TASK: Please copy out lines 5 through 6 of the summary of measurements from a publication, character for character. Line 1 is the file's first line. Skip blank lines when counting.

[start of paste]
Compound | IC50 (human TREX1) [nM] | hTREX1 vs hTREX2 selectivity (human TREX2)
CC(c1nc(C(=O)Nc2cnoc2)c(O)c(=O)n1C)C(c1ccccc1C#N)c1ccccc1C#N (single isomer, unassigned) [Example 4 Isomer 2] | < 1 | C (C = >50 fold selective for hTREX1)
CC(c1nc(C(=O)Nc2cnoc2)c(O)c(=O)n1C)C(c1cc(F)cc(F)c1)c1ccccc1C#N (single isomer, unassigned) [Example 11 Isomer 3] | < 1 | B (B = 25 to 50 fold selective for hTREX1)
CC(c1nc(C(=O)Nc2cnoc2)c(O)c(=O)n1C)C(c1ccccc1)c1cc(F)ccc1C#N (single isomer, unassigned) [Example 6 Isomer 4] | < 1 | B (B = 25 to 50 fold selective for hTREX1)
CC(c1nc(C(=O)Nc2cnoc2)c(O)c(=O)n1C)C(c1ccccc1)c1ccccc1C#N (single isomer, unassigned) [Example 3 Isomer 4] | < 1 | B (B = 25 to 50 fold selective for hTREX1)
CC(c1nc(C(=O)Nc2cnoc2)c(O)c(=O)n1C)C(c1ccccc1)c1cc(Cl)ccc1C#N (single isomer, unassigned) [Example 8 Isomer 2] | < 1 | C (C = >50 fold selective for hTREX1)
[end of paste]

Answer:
CC(c1nc(C(=O)Nc2cnoc2)c(O)c(=O)n1C)C(c1ccccc1)c1ccccc1C#N (single isomer, unassigned) [Example 3 Isomer 4] | < 1 | B (B = 25 to 50 fold selective for hTREX1)
CC(c1nc(C(=O)Nc2cnoc2)c(O)c(=O)n1C)C(c1ccccc1)c1cc(Cl)ccc1C#N (single isomer, unassigned) [Example 8 Isomer 2] | < 1 | C (C = >50 fold selective for hTREX1)